An Introduction or maybe an explanation
In my last semester of the math degree I took a child and adolescent psychology course to complete my general education requirements. The first half of the semester consisted of lectures from the professor. The second half of the semester was a series of presentations by the students. We were supposed to work in groups of 3 or 4, research a topic (approved by the professor), and do a 1 hour presentation. I really really really did not want to work with a group of students on this. I already had a class where every week I had to meet with a different group of students to prepare and do a presentation on the week's topic and a math class where I was working with another student on a presentation. Yet another student group presentation was straining my patience and my schedule - work so gets in the way sometimes. *grin* And, to be perfectly honest, the topics the kids in the psych class wanted to talk about bored me to tears. It's not that eating disorders, body image, and sports aren't important, but ...
So I talked the professor into letting me do the research and the presentation on my own and got him to approve "mathematical thinking" as the topic. I had a blast and no trouble whatever talking for an hour on the topic. Unfortunately for the world at large, a new "passion" was awoken. The semester ended, I graduated, and I kept on researching. However, a small problem arose - I was reading stuff I didn't always understand. I decided to fix that by going back to school for a degree in psychology. And whenever possible I used the research I was doing on my own in assigned papers. The honors research project grew out of that.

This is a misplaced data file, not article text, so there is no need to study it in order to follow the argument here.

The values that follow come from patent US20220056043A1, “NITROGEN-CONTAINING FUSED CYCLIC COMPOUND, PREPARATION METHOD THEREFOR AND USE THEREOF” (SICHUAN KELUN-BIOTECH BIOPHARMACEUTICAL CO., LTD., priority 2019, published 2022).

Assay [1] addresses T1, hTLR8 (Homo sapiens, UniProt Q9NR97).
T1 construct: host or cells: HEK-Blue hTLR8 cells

The project started with a book I read for the original presentation. The book is Where Mathematics Comes From by Lakoff and Nunez (2000).
As time went on, I ended up with a few problemswith this book. I felt like the authors had jumped past a few basics by going to more advanced mathematics. Why weren't they talking about the maths, like Euclidean geometry, that are the oldest and most basic? I was starting to feel as if the act of communicating math was being confused with the act of doing math. And finally, after a lot of reading, I was feeling as if one of the authors was trying to be all things to all areas of psychology. On top of all of this, the authors said that there were studies proving their claims, but I wasn't finding the studies. At least not specifically in relation to mathematics.
So when it came time to present a proposal for a study, I decided to choose one of the ideas from this book and see if I could "prove" it. Because I love Cantor's transfinite sets, I chose a piece of their ideas on how we conceptualize sets.
And that's my story. Next time I'll explain the ideas behind sets a la Lakoff and Nunez.